Banque d'Images - Centre de Recherche: Chateau de Versailles

Los Angeles County Museum of Art

The National Gallery of Art

Virtuelles Kupferstichkabinett

Inventaire du Département des Arts Graphiques (Musée du Louvre)

Museum of Fine Arts, Boston

The Cleveland Museum of Art

Minneapolis Institute of Arts

The Detroit Institute of Arts

The State Hermitage Museum (St. Petersburg)

Zeno Image Database (German)

Collage: Guildhall Print Room & Art Gallery

Science & Society Picture Library

Later: I should add that I don't necessarily use these sites, per se, to find a desired image. Often times they merely provide clues: alternative names, associated book and print titles, dating evidence, more examples by the artist or genre in question and sometimes lack of results can hint whether or not further exploration is likely to be of value. And obviously this list is just the beginning. The information gleaned in one or more of these sites may just lead back to google image search and/or on to more specialised portals and the like.



Stuart Clayton said...

I was interested to read about your discussion with your niece and her mother.

I suspect many people are not aware that searching the internet is an art, or at least may require some artful dodging if you want to be effective. Particularly non-intellectual friends of mine have difficulty finding things outside of a few special sites they visit such as chat rooms, or wikipedia. But not only such friends: an IT colleague of mine recently turned out to be unfamiliar with google advanced search.

I have been through a good deal of trial and error to arrive at my current techniques for Google (I'm talking about text searches only). The "basic examples" on the google cheat sheet are all very well - but what words or phrases should you think about choosing for all those ORs, pluses and minuses? The matter gets trickier in languages more inflected than English (I speak German as well).

And of course you need to know a bit about how the given search engines works. I'm not even sure I know enough about the Google engine, though it would be easy enough to find out.

For instance, does the order in "X Y Z" (X, Y and Z are single words) affect the outcome? I had been working on that assumption, but when I just now searched "thatched roof" (in "all these words", not "this exact wording or phrase") I got 154,000 hits, but "roof thatched" got me 1,010,000 hits. I hadn't been expecting that.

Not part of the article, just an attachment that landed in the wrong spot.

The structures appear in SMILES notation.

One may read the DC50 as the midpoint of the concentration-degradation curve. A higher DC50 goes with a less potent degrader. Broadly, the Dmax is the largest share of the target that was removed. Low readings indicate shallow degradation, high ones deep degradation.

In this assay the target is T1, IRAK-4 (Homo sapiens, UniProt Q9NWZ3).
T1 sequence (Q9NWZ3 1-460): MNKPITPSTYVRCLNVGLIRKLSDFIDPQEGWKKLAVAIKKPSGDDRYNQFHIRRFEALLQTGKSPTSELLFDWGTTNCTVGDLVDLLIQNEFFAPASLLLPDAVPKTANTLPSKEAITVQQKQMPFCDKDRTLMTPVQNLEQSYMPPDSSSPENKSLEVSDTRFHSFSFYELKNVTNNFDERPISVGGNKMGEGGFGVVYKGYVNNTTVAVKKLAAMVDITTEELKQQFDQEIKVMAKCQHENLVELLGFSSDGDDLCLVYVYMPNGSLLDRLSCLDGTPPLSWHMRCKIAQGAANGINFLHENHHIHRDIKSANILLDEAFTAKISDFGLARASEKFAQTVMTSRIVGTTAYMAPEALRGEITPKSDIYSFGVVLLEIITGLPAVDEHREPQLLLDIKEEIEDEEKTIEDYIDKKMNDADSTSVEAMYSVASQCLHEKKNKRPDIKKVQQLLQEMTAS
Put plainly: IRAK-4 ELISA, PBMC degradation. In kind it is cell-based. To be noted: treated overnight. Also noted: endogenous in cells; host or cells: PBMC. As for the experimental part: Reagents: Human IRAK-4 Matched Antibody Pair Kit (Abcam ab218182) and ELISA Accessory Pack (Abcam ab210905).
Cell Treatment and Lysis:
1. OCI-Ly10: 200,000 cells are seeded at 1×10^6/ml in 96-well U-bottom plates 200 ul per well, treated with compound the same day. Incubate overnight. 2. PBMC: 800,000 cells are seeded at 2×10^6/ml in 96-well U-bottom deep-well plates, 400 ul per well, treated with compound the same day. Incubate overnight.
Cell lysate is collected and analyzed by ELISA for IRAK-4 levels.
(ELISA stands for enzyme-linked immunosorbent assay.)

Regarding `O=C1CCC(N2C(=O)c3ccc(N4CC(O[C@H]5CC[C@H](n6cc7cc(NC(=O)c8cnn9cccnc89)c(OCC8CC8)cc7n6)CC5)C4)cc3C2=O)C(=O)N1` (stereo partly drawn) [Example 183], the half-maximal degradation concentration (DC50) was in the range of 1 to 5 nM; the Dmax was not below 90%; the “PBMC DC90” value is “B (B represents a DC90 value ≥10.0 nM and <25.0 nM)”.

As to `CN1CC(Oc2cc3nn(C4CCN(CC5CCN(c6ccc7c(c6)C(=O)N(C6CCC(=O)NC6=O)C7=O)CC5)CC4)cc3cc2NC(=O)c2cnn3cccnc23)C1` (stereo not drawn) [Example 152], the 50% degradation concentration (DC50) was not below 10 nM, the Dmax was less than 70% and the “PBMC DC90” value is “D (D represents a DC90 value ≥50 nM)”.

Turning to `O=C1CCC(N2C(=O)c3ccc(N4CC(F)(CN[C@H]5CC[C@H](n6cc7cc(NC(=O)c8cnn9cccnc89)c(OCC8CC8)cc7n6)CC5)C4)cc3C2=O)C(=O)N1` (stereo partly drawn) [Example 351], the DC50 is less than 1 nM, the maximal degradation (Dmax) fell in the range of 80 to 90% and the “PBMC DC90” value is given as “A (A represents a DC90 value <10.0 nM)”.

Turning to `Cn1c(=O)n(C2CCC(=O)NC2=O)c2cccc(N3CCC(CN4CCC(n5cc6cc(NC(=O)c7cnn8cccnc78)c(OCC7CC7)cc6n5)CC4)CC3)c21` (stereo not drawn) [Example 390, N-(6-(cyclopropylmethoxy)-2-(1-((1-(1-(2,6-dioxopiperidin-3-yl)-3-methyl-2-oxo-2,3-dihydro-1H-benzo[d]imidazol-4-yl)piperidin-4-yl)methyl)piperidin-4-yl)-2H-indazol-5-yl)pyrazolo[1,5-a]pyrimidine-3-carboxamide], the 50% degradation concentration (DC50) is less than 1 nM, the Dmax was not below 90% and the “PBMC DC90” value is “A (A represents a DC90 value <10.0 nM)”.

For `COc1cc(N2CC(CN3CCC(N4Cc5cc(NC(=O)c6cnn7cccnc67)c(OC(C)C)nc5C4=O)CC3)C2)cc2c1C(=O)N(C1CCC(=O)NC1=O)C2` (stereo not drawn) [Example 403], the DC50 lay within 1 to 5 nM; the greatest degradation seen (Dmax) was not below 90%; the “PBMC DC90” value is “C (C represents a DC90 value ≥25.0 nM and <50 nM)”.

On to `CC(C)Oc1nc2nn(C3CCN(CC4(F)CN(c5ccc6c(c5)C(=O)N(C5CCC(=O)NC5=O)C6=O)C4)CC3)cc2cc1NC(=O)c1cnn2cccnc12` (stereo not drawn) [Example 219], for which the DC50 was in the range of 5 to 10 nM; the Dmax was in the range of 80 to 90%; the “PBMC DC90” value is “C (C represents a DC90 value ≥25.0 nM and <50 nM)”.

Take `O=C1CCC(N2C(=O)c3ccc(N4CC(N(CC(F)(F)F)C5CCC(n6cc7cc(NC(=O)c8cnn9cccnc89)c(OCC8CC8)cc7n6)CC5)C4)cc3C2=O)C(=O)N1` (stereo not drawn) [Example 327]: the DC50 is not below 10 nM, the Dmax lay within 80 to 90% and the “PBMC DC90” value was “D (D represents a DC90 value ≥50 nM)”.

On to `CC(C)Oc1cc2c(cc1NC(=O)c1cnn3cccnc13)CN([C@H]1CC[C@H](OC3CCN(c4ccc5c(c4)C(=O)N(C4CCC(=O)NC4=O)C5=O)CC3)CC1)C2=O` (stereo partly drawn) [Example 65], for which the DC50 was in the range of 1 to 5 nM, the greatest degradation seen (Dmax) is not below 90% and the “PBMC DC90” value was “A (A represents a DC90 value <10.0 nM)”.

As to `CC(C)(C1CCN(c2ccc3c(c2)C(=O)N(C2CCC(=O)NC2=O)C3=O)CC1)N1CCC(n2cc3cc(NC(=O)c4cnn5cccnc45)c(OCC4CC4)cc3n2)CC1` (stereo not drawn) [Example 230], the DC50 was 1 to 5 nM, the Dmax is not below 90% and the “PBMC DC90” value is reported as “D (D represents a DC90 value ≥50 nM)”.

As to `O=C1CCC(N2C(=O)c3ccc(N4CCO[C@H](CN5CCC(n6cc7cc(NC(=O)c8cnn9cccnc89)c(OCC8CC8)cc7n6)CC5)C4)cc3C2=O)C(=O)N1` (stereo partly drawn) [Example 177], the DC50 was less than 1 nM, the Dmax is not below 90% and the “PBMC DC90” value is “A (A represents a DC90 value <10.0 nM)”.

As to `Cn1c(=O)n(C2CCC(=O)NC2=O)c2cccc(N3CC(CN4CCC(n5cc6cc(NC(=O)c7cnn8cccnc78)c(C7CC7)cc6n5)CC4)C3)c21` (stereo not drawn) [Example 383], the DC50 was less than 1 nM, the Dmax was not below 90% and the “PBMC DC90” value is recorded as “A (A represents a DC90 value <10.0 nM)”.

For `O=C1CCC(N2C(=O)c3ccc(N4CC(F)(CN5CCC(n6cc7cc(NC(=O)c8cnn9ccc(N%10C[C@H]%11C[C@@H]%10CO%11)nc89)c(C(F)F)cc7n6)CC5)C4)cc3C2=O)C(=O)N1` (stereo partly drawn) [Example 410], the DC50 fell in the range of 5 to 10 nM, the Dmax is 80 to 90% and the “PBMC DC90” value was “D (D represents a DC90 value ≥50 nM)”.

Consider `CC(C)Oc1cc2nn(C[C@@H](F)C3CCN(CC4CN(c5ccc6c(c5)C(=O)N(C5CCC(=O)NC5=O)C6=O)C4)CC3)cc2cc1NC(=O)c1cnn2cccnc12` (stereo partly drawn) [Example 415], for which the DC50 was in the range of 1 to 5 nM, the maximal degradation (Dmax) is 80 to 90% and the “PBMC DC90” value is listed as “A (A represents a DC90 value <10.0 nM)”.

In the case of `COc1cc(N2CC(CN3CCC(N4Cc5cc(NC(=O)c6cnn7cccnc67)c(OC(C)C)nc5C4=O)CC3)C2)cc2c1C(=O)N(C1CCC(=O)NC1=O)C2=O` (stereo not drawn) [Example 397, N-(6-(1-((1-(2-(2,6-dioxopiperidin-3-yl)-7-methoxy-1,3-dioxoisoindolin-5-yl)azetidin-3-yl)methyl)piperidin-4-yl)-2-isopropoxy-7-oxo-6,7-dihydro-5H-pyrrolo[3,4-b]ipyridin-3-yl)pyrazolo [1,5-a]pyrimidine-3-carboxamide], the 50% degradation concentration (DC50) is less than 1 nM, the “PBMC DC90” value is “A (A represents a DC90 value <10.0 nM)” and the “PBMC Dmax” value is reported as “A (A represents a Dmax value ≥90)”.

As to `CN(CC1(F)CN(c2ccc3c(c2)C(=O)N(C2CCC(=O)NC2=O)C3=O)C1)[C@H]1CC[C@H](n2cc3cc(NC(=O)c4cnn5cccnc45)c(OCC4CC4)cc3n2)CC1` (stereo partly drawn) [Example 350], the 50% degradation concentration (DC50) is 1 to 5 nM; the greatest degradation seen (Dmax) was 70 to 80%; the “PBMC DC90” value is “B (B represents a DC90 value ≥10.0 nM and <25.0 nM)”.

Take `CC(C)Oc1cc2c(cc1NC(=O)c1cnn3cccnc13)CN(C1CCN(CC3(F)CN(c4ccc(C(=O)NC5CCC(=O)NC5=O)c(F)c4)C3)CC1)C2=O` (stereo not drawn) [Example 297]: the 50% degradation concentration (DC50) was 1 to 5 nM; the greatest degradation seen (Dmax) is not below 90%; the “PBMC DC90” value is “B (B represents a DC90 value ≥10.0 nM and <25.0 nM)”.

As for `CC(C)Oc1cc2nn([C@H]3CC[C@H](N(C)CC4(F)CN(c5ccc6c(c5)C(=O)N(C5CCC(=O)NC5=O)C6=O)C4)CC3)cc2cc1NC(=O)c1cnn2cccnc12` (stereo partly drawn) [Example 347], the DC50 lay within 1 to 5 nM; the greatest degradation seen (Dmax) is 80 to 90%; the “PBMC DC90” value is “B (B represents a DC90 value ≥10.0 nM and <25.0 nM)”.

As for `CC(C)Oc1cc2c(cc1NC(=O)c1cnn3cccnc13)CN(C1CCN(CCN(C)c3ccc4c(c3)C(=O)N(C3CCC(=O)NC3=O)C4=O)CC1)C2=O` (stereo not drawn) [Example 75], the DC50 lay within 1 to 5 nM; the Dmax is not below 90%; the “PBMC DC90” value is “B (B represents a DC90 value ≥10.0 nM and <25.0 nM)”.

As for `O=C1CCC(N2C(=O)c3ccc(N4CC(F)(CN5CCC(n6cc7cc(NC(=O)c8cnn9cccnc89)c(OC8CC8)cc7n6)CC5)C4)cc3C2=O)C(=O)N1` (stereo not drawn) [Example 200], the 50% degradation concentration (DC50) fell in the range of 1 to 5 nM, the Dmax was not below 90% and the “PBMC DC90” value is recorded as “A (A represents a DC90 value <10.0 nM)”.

As I indicated, I would like to be able to find effective tips to give to friends of mine who are not so language-reflective as myself, but it ain't easy.

I see only two principles so far, in the current state of the art. One is trivial in a profound sort of way. Namely, that you will find what you're looking for only on sites written by people who think and write as you do when you formulate the search. So, for instance, to search for something legal, or having to do with a public authority, you need to know exactly how civil servants talk about that thing.

The second principle is related to the first. Namely, that these OR/+/- techniques are probably just too clumsy in principle. We need different approaches, different algorithms. How to search for good search techniques??

Carol said...

Hi peacay, it must be a year since I bought copies of your book and still find it fascinating. I'm still into old fish but haven't done much searching this year. Your thoughts on searching are useful and thought provoking. Certainly I need brushing up on my techniques, especially as things are changing so rapidly. Good to find you again, thanks to a reminder by a good blogger friend. Seasons greetings, Carol

MrCachet said...

You express some powerful ideas with this post. In my business (art on old paper), I spend a great deal of time doing Google searches for both text and images. It is by turns spectacular and frustrating, but I simply couldn't do without it. I'd be spending all my time at the local library...

SDintact said...

Wow. Very nice post. Well done to you....

Randall Short said...

Thanks for the post. I recently found some nice artistic representations of the liberal arts at Wikimedia Commons and used them in a presentation. At that time, I searched for more detailed descriptions of the images without much success.

About searching for images . . . I often use a web crawler (Pandora) for searching Google Images and other sites when I want to get a quick idea of what's out there. It usually pulls in a little under 1000 images in a few minutes. But if I need an image for my blog or a presentation, my first stop these days is Wikimedia Commons. It's a good resource, but like any, it has its limits.

So I appreciate your list of resources here. Very helpful. Just to be clear, do you mean that all of these sites provide images in the public domain and/or allow use on blogs, slide shows, and the like (besides the watermarked images from S&S)?